Living in Minnesota, there are many months of the year where my workroom is barely above 60 degrees F in the morning, and doesn’t get above 67 at any point in the day. The print success rate always drops for me when the temps drop, even if I prewarm the resin. After several failures, I finally found a great solution for maintaing a constant temp in the printing chamber, and it’s been working very well for several months now this winter.
The product I bought and adapted for my Form1 is a small egg incubator heater-digital themostat-fan combination that attaches to the vertical arm of the printer. The product is called the “IncuKit™ MINI for Desktop Incubators | Thermostat, Fan & Heater”, and the website link is: http://incubatorwarehouse.com/48-watt-incukit-dc.html
The heater unit is attached to the vertical print head arm by a large, powerful magnet that’s screwed to the heater assembly using a piece of angled aluminum. You just position the unit back behind the print head path. The power cord runs along the side of the vat tray and out the front of the printer, next to the magnetic sensor. Because the cord is small, the printer thinks the cover is closed. I set the digital thermostat temp to 76 degrees F and let the unit run 24/7. It uses minimal energy and keeps the temp within a 1-2 degree temp range constantly, regardless of room temp. So far, I have not noticed any issues related to fan vibration or air circulation, although it’s best to remove the print head immediately after completion of the print so that dripping resin isn’t blown around the chamber.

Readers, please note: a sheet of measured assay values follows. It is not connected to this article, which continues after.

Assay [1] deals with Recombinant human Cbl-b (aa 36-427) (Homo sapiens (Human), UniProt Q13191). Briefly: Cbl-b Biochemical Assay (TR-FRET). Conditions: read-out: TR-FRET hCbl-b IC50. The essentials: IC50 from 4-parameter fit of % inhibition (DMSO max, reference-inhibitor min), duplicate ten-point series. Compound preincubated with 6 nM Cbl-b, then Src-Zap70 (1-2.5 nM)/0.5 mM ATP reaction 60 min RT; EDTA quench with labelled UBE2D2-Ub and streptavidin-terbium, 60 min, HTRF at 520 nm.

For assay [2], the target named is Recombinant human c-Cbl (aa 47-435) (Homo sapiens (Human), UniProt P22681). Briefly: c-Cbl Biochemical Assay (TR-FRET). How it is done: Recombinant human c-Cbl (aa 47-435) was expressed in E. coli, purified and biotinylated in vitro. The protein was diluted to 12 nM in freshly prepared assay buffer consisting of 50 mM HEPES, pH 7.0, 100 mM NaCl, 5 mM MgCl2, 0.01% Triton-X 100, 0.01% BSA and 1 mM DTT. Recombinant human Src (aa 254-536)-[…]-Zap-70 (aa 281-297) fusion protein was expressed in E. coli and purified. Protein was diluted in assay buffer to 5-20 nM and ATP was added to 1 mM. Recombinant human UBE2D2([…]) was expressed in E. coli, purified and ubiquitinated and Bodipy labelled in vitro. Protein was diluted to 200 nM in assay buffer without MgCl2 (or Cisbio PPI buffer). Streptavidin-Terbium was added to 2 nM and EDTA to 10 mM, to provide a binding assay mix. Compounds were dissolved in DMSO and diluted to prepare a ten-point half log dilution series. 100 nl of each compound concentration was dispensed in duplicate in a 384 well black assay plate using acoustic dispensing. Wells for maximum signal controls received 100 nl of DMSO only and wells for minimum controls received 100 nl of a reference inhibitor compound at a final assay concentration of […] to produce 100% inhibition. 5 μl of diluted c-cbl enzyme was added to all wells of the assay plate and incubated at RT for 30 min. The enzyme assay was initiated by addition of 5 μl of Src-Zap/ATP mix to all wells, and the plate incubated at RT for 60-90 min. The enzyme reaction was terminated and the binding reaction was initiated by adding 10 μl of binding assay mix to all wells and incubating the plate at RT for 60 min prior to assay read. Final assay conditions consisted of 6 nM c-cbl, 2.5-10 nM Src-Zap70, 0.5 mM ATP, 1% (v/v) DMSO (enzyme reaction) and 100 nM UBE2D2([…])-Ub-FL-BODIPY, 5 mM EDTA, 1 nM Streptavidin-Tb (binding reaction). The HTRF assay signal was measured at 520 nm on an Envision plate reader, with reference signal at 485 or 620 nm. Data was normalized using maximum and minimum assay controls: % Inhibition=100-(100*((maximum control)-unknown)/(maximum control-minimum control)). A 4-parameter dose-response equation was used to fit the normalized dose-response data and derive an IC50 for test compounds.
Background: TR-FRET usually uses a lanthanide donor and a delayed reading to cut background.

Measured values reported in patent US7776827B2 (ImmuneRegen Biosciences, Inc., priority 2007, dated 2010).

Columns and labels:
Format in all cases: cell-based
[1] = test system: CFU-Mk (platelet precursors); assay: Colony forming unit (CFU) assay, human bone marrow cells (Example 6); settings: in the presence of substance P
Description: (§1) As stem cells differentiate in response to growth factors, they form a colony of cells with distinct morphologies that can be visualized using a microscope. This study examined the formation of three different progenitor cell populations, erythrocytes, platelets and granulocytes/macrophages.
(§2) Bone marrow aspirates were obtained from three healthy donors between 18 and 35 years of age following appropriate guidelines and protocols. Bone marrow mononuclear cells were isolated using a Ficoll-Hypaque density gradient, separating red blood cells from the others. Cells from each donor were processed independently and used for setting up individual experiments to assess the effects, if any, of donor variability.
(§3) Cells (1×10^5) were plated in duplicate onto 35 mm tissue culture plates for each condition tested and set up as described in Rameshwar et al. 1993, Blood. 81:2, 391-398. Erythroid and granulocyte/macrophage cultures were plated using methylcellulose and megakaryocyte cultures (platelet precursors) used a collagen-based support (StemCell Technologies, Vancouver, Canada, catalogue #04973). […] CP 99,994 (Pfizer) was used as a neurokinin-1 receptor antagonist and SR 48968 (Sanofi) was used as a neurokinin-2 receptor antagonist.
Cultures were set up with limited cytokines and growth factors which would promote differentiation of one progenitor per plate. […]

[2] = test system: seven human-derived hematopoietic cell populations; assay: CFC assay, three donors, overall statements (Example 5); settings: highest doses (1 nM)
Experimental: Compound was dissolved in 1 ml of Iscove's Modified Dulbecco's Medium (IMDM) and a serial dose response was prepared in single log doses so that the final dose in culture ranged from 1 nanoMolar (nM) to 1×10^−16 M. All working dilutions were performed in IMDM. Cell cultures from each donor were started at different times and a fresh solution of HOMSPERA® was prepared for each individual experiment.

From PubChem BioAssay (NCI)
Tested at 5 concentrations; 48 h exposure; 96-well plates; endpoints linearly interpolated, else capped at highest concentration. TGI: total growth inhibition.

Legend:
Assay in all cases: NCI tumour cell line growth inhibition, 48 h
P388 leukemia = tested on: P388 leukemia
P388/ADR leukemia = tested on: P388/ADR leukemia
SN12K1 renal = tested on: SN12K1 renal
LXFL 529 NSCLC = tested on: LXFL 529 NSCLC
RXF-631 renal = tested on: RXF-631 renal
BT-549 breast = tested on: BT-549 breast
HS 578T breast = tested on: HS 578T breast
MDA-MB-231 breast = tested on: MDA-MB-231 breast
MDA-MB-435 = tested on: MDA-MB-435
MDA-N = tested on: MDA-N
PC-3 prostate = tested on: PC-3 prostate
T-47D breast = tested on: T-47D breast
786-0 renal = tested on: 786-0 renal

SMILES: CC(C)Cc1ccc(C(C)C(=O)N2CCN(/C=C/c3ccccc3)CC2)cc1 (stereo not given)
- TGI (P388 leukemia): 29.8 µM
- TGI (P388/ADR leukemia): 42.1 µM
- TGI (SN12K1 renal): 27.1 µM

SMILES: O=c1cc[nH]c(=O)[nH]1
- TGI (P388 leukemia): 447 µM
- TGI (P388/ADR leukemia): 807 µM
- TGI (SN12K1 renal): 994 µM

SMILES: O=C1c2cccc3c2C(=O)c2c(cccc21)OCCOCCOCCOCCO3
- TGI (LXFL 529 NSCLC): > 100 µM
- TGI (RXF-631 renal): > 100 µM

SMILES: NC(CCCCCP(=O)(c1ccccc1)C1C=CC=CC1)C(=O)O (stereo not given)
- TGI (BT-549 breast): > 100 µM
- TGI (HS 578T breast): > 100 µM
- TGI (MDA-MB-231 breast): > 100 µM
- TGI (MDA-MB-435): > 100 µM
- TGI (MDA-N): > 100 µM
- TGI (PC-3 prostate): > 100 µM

To aid in the efficiency of the heater, I also bought a silver mylar emergency blanket and folded and taped it together to make a multilayer insulating hood that slides over the orange cover. These blankets cost about $2.50 and the cover is very easy to make, using packing tape and scissors. Mine has a plastic window in it so I can check on the print progress. The mylar cover also blocks stray light from entering the print chamber, and acts as a dust cover too.
That’s it. NO alteration of the printer itself is required. The heater just magnetically locks into position, and you’re ready to go.
Finally, my printer is functional in winter again. Hope this helps others who have experienced cold weather issues.